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Semuc Champey, Guatemala

Semuc Champey (or, that time my tour guide tried to grope me)

I had intended to write here about how, sometimes, I feel like an awful traveler.

Like how I’ve been forking over extra money to take shuttles instead of chicken buses because I feel more comfortable and because it’s just that much easier. Or like how I booked a tour (albeit an incredibly cheap tour that started where I was and finished where I wanted to be) to Lanquin and Semuc Champey instead of doing it all myself like I had originally planned.

And then I got to Semuc Champey, and saw just how absolutely beautiful it was. And that didn’t really matter, so I thought that I would just write about how it was, quite possibly, one of the nicest places in Guatemala. The thick, lush nature of the park. The cerulean pools dipping down into each other. Breathtaking.

And I wanted to write about the cave tour. How haunting it was. We couldn’t bring cameras because it was too wet. It was pitch dark and so the path was solely lit by the candles we carried through the slippery crevices, swam with through tight lagoons, held up and down ladders. The wax would drip and burn my skin. The water was cold but my face so hot.

I wanted to write about all of those things.

But no. This will instead be a post about how the tour guide at the cave spent the entire time trying to grope me and kiss me.

It started innocently enough with a kiss on the cheek.

I’ve talked before that I have a great fear of heights, of many things. And the cave tour involved a lot of climbing on slippery areas. I constantly felt like one wrong move would have me clinging for my life, falling to my death. I fell behind with the rest of the group and needed the tour guide to help me numerous times.

I needed to trust him numerous times.

I could deal with the kiss on the cheek. The hug, for making it through a difficult obstacle. I was proud of myself, actually, for pushing myself into a situation I was scared of, relished in having someone to share a moment with.

But then, every time I was descending or ascending a ladder into the cave he was holding me up with my ass. Squeezing a little too much. And then one time his finger reached a little too forward. And he’d grab my head between his hands and pull me in for a kiss. I would turn.

But I needed his help. I needed to trust him. We were in too deep in the cave to turn around. I couldn’t go forward or backwards without him.

As we swam through the caves he kept trying to hold my hand. As everyone passed he kept trying to get me to stay behind, cling to a rock with him, hold onto his arm.

I had to keep breaking free.

By the end of the tour I was crying. Tears running down my cheeks. I didn’t want anyone else to know what was happening but I so desperately wanted to get out of that cave.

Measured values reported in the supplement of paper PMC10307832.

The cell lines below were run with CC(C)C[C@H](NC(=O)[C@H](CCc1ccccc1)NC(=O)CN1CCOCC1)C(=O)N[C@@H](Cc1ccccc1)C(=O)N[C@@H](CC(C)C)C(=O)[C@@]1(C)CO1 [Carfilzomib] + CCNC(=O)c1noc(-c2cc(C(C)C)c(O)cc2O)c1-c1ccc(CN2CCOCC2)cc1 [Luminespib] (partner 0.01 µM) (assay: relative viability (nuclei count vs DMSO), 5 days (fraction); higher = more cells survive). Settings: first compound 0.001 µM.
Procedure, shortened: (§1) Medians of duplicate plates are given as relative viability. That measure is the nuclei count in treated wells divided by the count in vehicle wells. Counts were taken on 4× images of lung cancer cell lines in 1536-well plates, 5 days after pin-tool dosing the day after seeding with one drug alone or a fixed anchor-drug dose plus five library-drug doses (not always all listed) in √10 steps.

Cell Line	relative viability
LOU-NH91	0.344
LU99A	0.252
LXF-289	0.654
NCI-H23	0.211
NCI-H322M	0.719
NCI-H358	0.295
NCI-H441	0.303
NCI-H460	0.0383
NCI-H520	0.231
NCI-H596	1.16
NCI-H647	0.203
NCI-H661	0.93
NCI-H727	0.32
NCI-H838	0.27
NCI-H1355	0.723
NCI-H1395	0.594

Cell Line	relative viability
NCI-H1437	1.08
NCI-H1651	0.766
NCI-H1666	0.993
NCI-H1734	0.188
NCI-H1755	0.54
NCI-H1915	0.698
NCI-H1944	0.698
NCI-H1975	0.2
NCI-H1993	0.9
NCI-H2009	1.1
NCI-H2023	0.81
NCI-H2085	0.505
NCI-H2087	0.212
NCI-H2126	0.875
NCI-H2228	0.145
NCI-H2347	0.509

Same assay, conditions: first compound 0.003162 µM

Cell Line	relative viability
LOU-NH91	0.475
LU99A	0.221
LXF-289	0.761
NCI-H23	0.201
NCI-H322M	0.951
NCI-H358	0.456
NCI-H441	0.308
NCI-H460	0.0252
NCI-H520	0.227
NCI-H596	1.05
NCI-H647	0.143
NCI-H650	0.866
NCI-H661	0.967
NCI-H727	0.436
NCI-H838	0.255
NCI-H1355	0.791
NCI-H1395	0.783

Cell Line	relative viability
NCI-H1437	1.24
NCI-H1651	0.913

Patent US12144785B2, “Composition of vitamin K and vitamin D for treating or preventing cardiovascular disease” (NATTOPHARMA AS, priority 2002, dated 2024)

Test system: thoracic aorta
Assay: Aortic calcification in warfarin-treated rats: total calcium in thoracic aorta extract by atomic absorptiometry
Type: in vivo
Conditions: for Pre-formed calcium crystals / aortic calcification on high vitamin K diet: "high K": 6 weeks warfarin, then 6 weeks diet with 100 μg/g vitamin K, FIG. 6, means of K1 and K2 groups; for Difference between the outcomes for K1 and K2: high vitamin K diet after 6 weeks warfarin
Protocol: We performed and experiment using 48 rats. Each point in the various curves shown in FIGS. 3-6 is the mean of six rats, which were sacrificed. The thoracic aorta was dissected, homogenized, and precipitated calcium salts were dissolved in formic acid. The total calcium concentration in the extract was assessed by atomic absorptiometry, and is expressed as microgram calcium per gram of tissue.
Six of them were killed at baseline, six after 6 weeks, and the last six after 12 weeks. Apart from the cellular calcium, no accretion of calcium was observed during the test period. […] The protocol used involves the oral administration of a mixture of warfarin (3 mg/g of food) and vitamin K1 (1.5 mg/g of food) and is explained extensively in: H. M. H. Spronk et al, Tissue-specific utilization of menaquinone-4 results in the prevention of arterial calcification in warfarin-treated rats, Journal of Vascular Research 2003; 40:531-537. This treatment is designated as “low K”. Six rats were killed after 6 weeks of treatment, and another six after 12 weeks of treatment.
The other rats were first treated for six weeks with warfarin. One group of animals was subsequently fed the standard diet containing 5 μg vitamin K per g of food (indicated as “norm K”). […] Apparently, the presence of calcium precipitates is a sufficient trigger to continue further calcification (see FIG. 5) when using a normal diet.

The last obstacle of the cave was this little waterfall where everyone had to slide down. One I didn’t want to go down. But the other option was to be alone with the guide as he lead me back another way.

I sat on the edge crying not knowing what to do. Just wanting to be out. And then I was the only one left. And all the candles had blown out. And it was completely dark. And he grabbed me on both sides of my face and tried to pull me in and kiss me.

And so I just started yelling at him. “No!” “Just take me back!”

And he got really mad at me and lit a new candle and kept telling me to calm down as if I was freaking out about the ladders and not about him trying to take advantage of me in the cave.

When we caught up to the others he started to complain that I needed to calm down. I started to complain that he had tried to kiss me. Some of the boys confronted him afterwards. Words that pretty much fell on deaf ears. And I told the people at the hostel who organized the tour and lodged a complaint. They assured me that it wasn’t their company doing the tour (which I thoroughly understood) but that they would talk to them and make them know that they can’t behave that way.

This was definitely not the first time a tour guide has tried to hit on me in my travels. And not the first time I’ve been unwillingly groped.

But it was the scariest. Afterwords a girl who worked at the hostel gave me a hug and asked if I had people to talk to in case I needed it later. But I was OK, reasoning with myself that it was just another case of a man I didn’t want trying to kiss me trying to kiss me. That has happened before too.

But then, for days afterwards, I found myself bursting into tears, feeling disgusted, hating myself and him and any thought of it.

Because I wish I had said something sooner. Because I wish it had never happened at all. Because I wish I was a strong woman, unafraid of the world, who could handle everything on her own, who wasn’t afraid of everything. Because being weak, helpless, can put a girl in a lot of places she doesn’t want to be.

Semuc Champey, Guatemala

Semuc Champey, Guatemala

Semuc Champey, Guatemala

Semuc Champey, Guatemala

Semuc Champey, Guatemala

Semuc Champey, Guatemala

Semuc Champey, Guatemala

Semuc Champey, Guatemala

Semuc Champey, Guatemala

Semuc Champey, Guatemala

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3 Comments
  • Vince
    May 10, 2013 at 10:21 am

    No words I can say can make this go away but I’m thinking about you and hope for only good things on your travels this day forward. And for all men in the world like this to become eunuchs. That too.

  • Heather
    May 10, 2013 at 6:10 pm

    I’m sorry. I did not realize that happened. šŸ™ sorry.

  • Hanny
    June 11, 2013 at 2:34 am

    So sorry to hear that such horrible thing happened to you; in such a beautiful place! šŸ™ *sending tight hugs your way* Stay safe on your travels, Val!

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